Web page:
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Music Therapy: A Perspective from the Humanities

Author : Even Ruud

Music Therapy: A Perspective from the Humanities
ISBN : 9781891278549
E-ISBN : 9781891278808


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In this book, Even Ruud argues for the value of humanities as a basis for the theory and practice of music therapy. With the humanities he includes a broad range of academic disciplines, such as those from the social sciences as well as from philosophy, education, and not least, systematic musicology. Through ten chapters, the author discusses some basic principles of a humanistic outlook and how these may affect music therapy. He takes departure from the relational turn in psychotherapy and discusses concepts such as communicative musicality, “thirdness” in improvisation and the concept of recognition, as it relates to critical philosophy. Continuing the thread from his earlier book, Ruud goes on to discuss musical identity, but this time from a developmental point of view, i.e. how music serves different functions in the formation of our identities throughout life. Basic to the humanistic outlook on music therapy will be a concern for our conception of music, and how we deal with aesthetic theories. Drawing from the recent philosophies of body and gesture, Ruud suggests a bodily foundation for the experience of meaning in music, with implication for our understanding of therapeutic improvisation, such as in creative music therapy, or listening, as exemplified by the BMGIM-approach. The next chapters deal with clinical perspectives, and theories from empowerment theory, and notions on health and quality of life lead into a chapter on community music therapy. A whole chapter is also devoted to philosophies of science. In his concluding chapter, Ruud announces a new direction for music therapy, how the everyday musicking through smart phones and mp3-technology may initiate a new area in the use of music as self-caring technology. (ISBN 13: 978-1-891278-54-9, 2010, 209 pages, hardback).

 


Contents

Foreword

Chapter 1

The Tradition from the Humanities 1

A Field of Struggle—A Culture of Questioning / 4

Roles and Identities / 5

Cosmologies of Music and Healing / 8

Nonverbal Meanings / 9

History as Legitimation / 12

Basic Principles of a Humanistic Outlook / 15

Caring for the Individual and the Respect for Human Dignity / 16

Empathy / 17

Critical Aspects / 18

Self-determination / 18

Symbols, Metaphors and Meanings / 19

Chapter 2

The Relational Turn 21

Basic Needs / 21

Communicative Musicality / 23

The Lullaby as a Communicative Event / 26

Affect Attunement, RIGS, and Lived Stories / 29

“Thirdness” and Improvisation / 32

Recognition as a Philosophical Basis / 34

Further Relational Aspects / 36

 

Chapter 3

Musical Identity in a Developmental Perspective 37

Senses of Self-in-Relationship / 39

Competency and Empowerment / 41

Individuality and Autonomy / 42

Values and Authenticities / 45

Consolidation and Regulation / 47

Recollection and Integration / 48

Performing Identity in Music Therapy / 50

Music and Identity in Action / 51

Ethical Responsibility / 51

Self-knowledge / 52

Working with Clients / 53

Chapter 4

Musical Meaning in Music Therapy 54

The Concept of Musical Affordance / 59

Embodied Meaning in Music / 61

A Cognitive Perspective / 63

Improvisation and Gestural Communication as Being-in-Time-Together / 66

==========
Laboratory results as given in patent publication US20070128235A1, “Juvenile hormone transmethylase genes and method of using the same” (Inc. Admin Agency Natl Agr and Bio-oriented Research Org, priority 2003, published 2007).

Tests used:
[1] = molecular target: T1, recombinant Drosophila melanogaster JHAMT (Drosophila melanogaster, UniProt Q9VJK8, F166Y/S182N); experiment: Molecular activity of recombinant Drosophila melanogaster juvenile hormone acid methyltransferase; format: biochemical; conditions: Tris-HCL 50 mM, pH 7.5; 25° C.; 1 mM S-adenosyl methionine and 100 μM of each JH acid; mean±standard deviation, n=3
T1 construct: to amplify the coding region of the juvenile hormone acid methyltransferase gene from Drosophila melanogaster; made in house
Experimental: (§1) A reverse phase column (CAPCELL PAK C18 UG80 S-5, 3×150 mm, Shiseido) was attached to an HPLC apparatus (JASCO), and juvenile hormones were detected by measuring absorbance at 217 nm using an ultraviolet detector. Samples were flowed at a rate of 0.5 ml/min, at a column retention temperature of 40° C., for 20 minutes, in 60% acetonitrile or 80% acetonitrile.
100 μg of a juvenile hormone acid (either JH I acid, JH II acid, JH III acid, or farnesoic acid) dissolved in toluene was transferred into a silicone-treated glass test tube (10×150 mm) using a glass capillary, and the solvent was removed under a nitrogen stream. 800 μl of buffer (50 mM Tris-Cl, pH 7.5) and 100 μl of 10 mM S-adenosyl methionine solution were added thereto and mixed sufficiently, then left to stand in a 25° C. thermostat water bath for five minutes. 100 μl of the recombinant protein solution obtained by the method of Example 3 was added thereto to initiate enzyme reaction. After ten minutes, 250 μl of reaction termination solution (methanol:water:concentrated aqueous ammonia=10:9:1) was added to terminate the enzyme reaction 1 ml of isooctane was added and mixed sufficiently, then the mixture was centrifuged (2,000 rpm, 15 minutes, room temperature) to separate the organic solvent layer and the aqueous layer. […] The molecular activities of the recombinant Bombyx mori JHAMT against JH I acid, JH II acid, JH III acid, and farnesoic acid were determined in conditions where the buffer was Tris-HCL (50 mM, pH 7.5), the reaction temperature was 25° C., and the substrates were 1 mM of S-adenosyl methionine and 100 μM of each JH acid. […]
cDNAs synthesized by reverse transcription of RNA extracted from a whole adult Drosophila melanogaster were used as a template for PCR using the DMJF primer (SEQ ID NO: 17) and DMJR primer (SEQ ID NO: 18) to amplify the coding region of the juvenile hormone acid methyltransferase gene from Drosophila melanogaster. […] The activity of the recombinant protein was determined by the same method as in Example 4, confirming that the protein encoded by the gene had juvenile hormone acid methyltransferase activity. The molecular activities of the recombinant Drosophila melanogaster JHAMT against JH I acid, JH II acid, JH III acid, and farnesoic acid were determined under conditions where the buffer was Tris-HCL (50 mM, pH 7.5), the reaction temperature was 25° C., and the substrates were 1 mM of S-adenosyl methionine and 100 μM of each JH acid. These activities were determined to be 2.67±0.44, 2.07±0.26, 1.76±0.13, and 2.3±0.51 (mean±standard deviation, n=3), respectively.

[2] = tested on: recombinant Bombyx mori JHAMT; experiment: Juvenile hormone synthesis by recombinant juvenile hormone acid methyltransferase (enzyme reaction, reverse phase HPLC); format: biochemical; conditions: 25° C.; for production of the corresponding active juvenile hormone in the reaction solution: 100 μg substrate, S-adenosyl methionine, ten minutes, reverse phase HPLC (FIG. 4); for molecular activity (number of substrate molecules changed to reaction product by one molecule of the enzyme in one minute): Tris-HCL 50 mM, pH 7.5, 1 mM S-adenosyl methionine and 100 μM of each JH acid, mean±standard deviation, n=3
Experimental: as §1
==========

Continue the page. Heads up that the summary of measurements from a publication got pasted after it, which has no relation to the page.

The Body in Musical Communication / 68

Chapter 5

Dimensions of Aesthetics in Music Therapy 73

Functions of Music in Music Therapy / 75

Aesthetics as Performative Acts / 78

Music Centered? / 79

A Note on Analysis and Music Therapy / 82

Chapter 6

Enabling and Empowerment 87

Positive Psychology / 88

Strengths and Resources / 90

Positive Emotions / 92

Principles of Empowerment / 96

Goals, Needs, and Resources / 97

Looking for Community Support / 97

Corroboration and Recognition / 98

Empowerment as both Approach and Goal / 98

From Empowerment to Citizenship / 98

Disempowering Soundscapes / 99

Silence—an Enabling Condition / 100

Chapter 7

Health and Quality of Life 102

Performance of Health, Identity, and Lifestyle / 105

Health, the Eudaimonic Approach and the Good Life / 107

Health as Participation—the Missing Link / 108

Musicking for Life Quality / 110

Health is Relational / 112

Vitality and Self-expression / 112

Competency and Empowerment Through Mindful Practice / 113

Music as Social Capital / 115

Meaning and Coherence in Life / 117

Chapter 8

Systemic Aspects 120

A Critical Tradition / 120

Context / 122

Culture / 122

The Concept of Illness and the Definition of

Music Therapy / 123

Ecological and Environmental Music Therapy / 124

Performance-based Music Therapy / 126

Toward a Community Music Therapy / 126

Definitions / 128

Four examples / 130

Communal Musicking / 130

Music Inside and Outside of Prison / 132

Music with Hospitalized Children / 132

Music Therapy in Rehabilitation / 133

Chapter 9

Reflexivity and the Philosophy of Science 139

Reflexivity / 140

Empirical Documentation / 141

From Positivism to Phenomenology / 142

The Need for Interpretation / 144

Hermeneutics / 145

The Need for Criticism / 149

Critical Theory / 149

Reflexivity in Language / 152

Postmodern Currents / 152

Chapter 10

Musicking as Self-care 157

Music as a Cultural Immunogen—Three Narratives / 161

The Theologian Who Cured His Asthma with Singing / 161

Musicking as a Catalyst for Stress And Anger / 165

Overcoming Depression and Social Phobia / 167

Musical Strategies / 170

Improvisation, Composing/Songwriting, and Performing Music / 171

Performance / 173

Listening as Self-care / 173

Music Affords New Actions / 178

Sources

Literature